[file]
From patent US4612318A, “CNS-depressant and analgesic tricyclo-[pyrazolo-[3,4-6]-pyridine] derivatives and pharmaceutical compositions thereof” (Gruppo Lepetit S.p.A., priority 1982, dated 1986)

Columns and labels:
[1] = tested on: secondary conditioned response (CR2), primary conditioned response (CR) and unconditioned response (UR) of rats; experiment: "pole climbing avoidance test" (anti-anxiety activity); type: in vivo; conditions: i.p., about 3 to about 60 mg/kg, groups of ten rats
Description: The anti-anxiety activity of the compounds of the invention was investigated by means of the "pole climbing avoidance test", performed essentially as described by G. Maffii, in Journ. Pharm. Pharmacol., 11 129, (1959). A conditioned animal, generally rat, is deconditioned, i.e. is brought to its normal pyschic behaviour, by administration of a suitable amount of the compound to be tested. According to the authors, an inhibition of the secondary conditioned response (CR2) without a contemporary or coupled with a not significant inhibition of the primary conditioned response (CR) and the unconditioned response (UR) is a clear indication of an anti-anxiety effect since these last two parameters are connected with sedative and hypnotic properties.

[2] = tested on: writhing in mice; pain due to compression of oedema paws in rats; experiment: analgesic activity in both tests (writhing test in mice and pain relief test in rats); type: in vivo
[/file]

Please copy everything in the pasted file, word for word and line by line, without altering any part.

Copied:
From patent US4612318A, “CNS-depressant and analgesic tricyclo-[pyrazolo-[3,4-6]-pyridine] derivatives and pharmaceutical compositions thereof” (Gruppo Lepetit S.p.A., priority 1982, dated 1986)

Columns and labels:
[1] = tested on: secondary conditioned response (CR2), primary conditioned response (CR) and unconditioned response (UR) of rats; experiment: "pole climbing avoidance test" (anti-anxiety activity); type: in vivo; conditions: i.p., about 3 to about 60 mg/kg, groups of ten rats
Description: The anti-anxiety activity of the compounds of the invention was investigated by means of the "pole climbing avoidance test", performed essentially as described by G. Maffii, in Journ. Pharm. Pharmacol., 11 129, (1959). A conditioned animal, generally rat, is deconditioned, i.e. is brought to its normal pyschic behaviour, by administration of a suitable amount of the compound to be tested. According to the authors, an inhibition of the secondary conditioned response (CR2) without a contemporary or coupled with a not significant inhibition of the primary conditioned response (CR) and the unconditioned response (UR) is a clear indication of an anti-anxiety effect since these last two parameters are connected with sedative and hypnotic properties.

[2] = tested on: writhing in mice; pain due to compression of oedema paws in rats; experiment: analgesic activity in both tests (writhing test in mice and pain relief test in rats); type: in vivo